Can-Am Trophy Russia получает известность в мире

Открытая внедорожная квадросерия Can-Am Trophy Russia, генеральным партнером которой выступает ROSAN, становится узнаваемой за пределами нашей страны.

Подробный репортаж об одном из этапов серии  смогли прочесть тысячи читателей американского журнала  ATV Magazine. Американские коллеги сравнили крупнейшую российскую квадросерию с аналогами, проводимыми в США и признали Can-Am Trophy Russia самой «жесткой» серией в мире, о чем говорит заглавие статьи: World’s Toughest ATV Race.

"У нас в Северной Америке есть такие гонки как Ironman GNCC, Heartland Challenge, 12 Hours of La Tuque и Baja 1000. Все они являют собой суровейший тест как для людей, так и для машин. Но даже если объединить их все в одно, все равно не получится гонки более напряженной, чем Can-Am Trophy Russia. Да, именно - Russia..." - так начинает статью автор, Fred Krijgsman.


World's toughest ATV race // ATV Magazine

In North America, we have races like the Ironman GNCC, Heartland Challenge,  12 Hours of La Tuque and the Baja 1000. There are among the toughest tests of both man and machine. If you combined all of these events, you still may not have a race as challenging as the Can-Am Trophy in Russia. Yes, Russia.

The Can-Am Trophy is a three-round series that takes place in the Ural Mountains in Russia, right on the European and Asian border. At round one, 66 entries from Yekaterinburg, Moscow, Saint Petersburg, Penza, Kazan, Perm and other Russian cities tacked the brutal elements of this two-day event.

Rounds one consisted of two 80-mile stages on day and 30-mile final stage on day two. All three stages were points to points, meaning they start and finish in different Russian towns. Every mile was a mix of mountains, wooded terrain and deep mud bogs.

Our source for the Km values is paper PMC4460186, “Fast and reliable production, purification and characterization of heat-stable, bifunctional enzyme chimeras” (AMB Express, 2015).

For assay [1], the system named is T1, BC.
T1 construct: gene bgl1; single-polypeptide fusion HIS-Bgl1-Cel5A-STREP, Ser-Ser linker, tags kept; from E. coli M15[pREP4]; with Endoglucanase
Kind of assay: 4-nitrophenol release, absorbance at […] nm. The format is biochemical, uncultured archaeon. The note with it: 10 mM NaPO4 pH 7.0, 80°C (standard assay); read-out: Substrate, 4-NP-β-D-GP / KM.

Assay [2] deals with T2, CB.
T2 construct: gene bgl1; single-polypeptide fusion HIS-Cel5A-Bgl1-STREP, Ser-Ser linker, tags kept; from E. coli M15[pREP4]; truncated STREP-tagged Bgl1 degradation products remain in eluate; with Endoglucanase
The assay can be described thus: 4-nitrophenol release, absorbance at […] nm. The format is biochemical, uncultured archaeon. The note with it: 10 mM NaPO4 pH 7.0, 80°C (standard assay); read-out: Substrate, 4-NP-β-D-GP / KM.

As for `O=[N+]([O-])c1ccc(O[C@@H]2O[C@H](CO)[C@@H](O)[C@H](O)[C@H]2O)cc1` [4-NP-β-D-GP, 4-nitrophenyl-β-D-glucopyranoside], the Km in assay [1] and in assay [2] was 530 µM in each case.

There are five classes in the Can-Am Trophy Russia series: ATV stock, ATV modified, UTV stock, UTV modified and UTV all female. In the guad class, a team consists of two machines and two riders and are required to navigate the course in pairs for safety’s sake. Stock classes can have tires up to 25 inches tall, while the open class is limited to 30-inch tires. Most of the 66 competitors ran the open class.

Along with challenging terrain that the competitors ride over, the race organizers placed the checkpoints in areas that are almost impassable on foot; they will find a muddy or sleep section and put the checkpoint right in the middle. Racers are required to come within one meter of the checkpoint in order for it to be counted. On the two-quad team, only one of the two quads has to cross each checkpoint.

The organizers follow the racers’ routes using race-control GPS technology. Each vehicle has its own “blackbox” (track logger), which automatically records the route each team takes. At the end of each stage, the data is downloaded to a race-control computer to be compared with the prescribed path. Each competitor also carries a GPS with the race route programmed in it so they know exactly where to go. Winners of each class usually spend eight hours a day in the saddle. At the base camp, spectators and service crews can follow the teams by satellite monitoring. Spectators can watch the action either on a big screen at the Internet. According to organizers, more than a million fans all over the world followed the Can-Am Trophy Russia in 2010 thanks to satellite monitoring.

The Rosan Company, a distributor of BRP machinery in Russia and the series organizer, presents valuable prizes to the winners at the end of three-race series. Top prizes include an Outlander 4x4, a Commander UTV and Spyder Roadster. Our reporter in Russia would like to thank the Rosan Company for their hospitality and the crew of Andrey Krasilov and Evgeniy Boyarskih.

We wish organizers in the U.S. would bring us an event like this to watch or participate in. In the past, there was a GNCC race called the Black Water 100 that had this sort feel to it with big mud bogs and steep hill climbs. Maybe the Heartland Challenge can actually create a challenge for riders at a future event instead of putting on another high-speed race; It would really test man and machine. If you are planning a trip to Russia and want to check out the next Can-Am Trophy, get a Russian-speaking translator and log on to

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